Posted by samzenpus
from the rest-in-peace dept.
alphadogg writes: Dan Fredinburg, privacy director for the company's Google X team, and an engineer who worked on many of Google's most exciting projects during his 8 years with the company, died over the weekend in an avalanche on Mount Everest. The 33-year-old worked on projects such as Google Loon, the company's balloon-based Internet access effort and self-driving car. He also was involved in Google Street View Everest, leading expeditions to gather imagery of the Khumbu region around Mt. Everest. Fredinburg's career began in a much less glamorous fashion as a "dock rat" and as a farm hand in Arkansas.
United States

Declassified Report From 2009 Questions Effectiveness of NSA Spying 54

Posted by Soulskill
from the moving-at-the-speed-of-government dept.
schwit1 writes: With debate gearing up over the coming expiration of the Patriot Act surveillance law, the Obama administration on Saturday unveiled a 6-year-old report examining the once-secret program code-named Stellarwind, which collected information on Americans' calls and emails. The report was from the inspectors general of various intelligence and law enforcement agencies.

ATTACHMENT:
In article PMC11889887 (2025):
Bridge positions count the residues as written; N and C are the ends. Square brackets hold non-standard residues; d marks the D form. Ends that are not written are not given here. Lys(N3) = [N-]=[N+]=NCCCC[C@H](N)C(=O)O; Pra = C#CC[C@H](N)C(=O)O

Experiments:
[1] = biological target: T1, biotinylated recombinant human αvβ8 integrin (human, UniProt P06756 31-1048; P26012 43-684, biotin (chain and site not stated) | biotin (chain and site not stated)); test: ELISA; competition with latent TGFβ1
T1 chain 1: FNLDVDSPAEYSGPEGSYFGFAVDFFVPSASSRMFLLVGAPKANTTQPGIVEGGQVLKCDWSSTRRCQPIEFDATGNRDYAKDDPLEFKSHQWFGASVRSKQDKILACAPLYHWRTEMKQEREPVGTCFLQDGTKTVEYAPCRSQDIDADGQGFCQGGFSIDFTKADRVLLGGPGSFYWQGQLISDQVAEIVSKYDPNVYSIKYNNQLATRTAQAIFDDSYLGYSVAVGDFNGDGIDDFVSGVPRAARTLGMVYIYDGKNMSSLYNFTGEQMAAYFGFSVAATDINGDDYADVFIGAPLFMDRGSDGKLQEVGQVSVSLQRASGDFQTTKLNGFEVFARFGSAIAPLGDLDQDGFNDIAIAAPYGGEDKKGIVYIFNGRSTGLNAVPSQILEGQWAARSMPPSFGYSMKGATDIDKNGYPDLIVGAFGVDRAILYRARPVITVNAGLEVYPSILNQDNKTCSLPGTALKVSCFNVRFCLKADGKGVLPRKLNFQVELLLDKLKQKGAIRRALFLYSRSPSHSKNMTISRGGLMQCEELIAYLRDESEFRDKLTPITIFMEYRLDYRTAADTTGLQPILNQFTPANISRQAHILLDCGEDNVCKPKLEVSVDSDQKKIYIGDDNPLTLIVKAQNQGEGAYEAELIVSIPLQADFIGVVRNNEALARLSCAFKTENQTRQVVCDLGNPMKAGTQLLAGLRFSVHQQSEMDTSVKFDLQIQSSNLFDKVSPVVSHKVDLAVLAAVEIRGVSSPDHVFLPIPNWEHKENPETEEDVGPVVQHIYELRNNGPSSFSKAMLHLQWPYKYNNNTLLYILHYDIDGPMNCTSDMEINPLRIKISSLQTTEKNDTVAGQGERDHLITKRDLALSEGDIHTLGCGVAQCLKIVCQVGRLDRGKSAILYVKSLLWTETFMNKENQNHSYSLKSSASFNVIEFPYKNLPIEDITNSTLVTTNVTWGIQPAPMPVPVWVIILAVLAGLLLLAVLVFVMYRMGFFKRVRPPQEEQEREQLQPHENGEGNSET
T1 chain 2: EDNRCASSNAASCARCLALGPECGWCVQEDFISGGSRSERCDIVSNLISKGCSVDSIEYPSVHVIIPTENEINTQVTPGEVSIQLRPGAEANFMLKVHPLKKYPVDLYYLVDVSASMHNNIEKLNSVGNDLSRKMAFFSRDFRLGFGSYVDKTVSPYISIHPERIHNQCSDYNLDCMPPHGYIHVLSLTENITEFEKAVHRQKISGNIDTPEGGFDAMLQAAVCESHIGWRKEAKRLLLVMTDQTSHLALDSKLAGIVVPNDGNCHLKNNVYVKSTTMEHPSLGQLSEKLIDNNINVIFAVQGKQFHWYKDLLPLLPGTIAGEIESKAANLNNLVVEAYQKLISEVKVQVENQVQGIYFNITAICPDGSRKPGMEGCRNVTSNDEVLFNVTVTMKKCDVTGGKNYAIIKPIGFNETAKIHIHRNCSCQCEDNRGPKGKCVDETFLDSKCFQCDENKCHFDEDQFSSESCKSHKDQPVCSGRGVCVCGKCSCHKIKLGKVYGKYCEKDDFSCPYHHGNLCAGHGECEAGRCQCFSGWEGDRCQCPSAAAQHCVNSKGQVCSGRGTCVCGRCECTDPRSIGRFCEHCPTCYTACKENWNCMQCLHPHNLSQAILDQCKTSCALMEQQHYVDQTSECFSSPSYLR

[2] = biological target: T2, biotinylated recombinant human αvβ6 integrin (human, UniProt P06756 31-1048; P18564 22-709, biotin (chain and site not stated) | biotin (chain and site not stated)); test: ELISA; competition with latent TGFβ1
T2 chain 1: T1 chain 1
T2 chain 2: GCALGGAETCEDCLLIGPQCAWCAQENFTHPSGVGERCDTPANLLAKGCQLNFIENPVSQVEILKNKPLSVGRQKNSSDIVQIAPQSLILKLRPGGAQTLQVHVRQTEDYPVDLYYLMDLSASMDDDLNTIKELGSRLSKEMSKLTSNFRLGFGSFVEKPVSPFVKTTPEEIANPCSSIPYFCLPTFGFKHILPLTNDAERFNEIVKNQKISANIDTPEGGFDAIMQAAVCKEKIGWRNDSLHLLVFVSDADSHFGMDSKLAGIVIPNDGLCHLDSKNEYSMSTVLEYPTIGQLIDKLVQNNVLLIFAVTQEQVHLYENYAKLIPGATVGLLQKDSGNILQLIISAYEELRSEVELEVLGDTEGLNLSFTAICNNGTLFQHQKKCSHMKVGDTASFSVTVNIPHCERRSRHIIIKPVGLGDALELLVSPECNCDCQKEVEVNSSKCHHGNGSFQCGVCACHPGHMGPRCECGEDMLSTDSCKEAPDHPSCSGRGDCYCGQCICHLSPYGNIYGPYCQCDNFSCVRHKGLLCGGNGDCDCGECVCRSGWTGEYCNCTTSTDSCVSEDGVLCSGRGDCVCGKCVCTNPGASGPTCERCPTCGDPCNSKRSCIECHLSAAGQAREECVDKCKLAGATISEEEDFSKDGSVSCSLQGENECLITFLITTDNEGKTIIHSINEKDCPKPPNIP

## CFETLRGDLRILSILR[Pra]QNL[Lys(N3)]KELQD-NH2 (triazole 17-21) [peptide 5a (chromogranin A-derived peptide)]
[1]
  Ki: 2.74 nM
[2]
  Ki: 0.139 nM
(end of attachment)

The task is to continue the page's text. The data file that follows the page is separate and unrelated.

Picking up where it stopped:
They found that while many senior intelligence officials believe the program filled a gap by increasing access to international communications, others including FBI agents, CIA analysts and managers "had difficulty evaluating the precise contribution of the [the surveillance system] to counterterrorism efforts because it was most often viewed as one source among many available analytic and intelligence-gathering tools in these efforts."

"The report said that the secrecy surrounding the program made it less useful. Very few working-level C.I.A. analysts were told about it. ... Another part of the newly disclosed report provides an explanation for a change in F.B.I. rules during the Bush administration. Previously, F.B.I. agents had only two types of cases: "preliminary" and "full" investigations. But the Bush administration created a third, lower-level type called an "assessment." This development, it turns out, was a result of Stellarwind.
Businesses

Good: Companies Care About Data Privacy Bad: No Idea How To Protect It 77

Posted by samzenpus
from the we've-tried-everything-that-doesn't-cost-us-money dept.